Retinal surgery is done for treatment of retinal detachment, epiretinal membrane, macular hole and diabetic retinopathy. A vitrectomy is a surgical procedure in which the vitreous gel that fills the eye cavity is removed to provide better access to the retina. This type of retinal surgery is done for the removal of scar tissue, laser repair of retinal detachments and treatment of macular holes.
WHEN TO CONSIDER EYE SURGERY
A vitrectomy may be advised as the only way to treat an epiretinal membrane, macular hole, diabetic retinopathy or a detached retina and prevent further vision loss.
WHAT DOES THIS SURGERY ENTAIL?
A vitrectomy is a common eye surgery. By making micro-incisions into the outer layer of the eye and through the white part of your eye, the vitreous gel is removed to provide better access to the retina.
A vitrectomy may be done for treatment of an epiretinal membrane. During this surgery, the epiretinal membrane is gently peeled from the retina.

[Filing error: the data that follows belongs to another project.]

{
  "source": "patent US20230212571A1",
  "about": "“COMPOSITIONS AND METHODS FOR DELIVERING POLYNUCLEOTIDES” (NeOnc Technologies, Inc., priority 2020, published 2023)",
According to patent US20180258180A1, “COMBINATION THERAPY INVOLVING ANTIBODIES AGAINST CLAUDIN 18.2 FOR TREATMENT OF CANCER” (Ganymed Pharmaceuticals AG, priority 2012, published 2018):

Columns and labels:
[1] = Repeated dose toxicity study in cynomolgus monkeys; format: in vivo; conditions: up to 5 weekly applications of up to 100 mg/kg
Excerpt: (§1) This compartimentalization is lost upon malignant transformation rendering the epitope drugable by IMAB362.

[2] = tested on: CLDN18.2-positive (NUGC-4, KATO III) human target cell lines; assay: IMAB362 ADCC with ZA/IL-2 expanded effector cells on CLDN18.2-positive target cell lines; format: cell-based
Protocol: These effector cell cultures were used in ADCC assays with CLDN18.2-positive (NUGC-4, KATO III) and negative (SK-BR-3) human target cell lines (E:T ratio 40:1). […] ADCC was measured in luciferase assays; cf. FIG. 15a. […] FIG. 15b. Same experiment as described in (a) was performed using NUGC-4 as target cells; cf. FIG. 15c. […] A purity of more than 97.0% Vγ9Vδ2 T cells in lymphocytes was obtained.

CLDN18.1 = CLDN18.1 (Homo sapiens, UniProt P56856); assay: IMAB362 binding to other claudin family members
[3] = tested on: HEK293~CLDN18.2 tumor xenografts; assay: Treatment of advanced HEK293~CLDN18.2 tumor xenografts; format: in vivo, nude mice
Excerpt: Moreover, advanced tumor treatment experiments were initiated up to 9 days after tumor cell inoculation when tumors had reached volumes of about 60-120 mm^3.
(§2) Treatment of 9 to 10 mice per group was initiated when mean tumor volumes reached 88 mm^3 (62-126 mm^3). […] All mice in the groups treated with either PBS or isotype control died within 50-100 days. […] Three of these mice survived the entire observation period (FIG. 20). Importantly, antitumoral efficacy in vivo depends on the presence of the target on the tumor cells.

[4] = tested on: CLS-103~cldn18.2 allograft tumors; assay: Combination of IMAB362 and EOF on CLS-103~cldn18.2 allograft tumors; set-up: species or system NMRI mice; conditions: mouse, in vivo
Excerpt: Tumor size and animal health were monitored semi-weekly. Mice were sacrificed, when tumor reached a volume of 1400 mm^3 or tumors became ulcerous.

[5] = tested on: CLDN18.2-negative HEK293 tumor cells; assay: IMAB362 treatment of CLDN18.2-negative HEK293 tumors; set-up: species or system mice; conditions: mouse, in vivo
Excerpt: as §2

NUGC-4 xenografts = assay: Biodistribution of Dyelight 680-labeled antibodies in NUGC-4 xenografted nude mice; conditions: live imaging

If the vitrectomy is done for the treatment of a macular hole, a gas bubble is placed after the vitreous gel and membrane are removed.
For diabetic retinopathy, a vitrectomy may be done to remove blood from the vitreous and remove scar tissue pulling on the retina.
This eye surgery may also be done for retinal detachment. During surgery, the vitreous is removed to relieve pulling on the retina. The fluid under the retina is then drained, and the tear is sealed with a laser.
Once the surgery is complete, saline, a gas bubble or silicone oil may be used to replace the vitreous gel. These solutions are then injected into the vitreous cavity to help hold the retina in position.
WHAT CAN I EXPECT WITH RECOVERY?
You may need to stay for observation in the hospital after surgery for a day or two before you can go home. You should get someone to take you home after surgery. At home, you will need to hold your head in a certain position to help keep the gas bubble in your eye in the correct place to support your retina. You can expect some discomfort for a few days, but your eye specialist will give you eye drops for the next few weeks as well as analgesic medication. Your vision may be impaired by the bubble for a few weeks, but this should clear once the bubble is absorbed.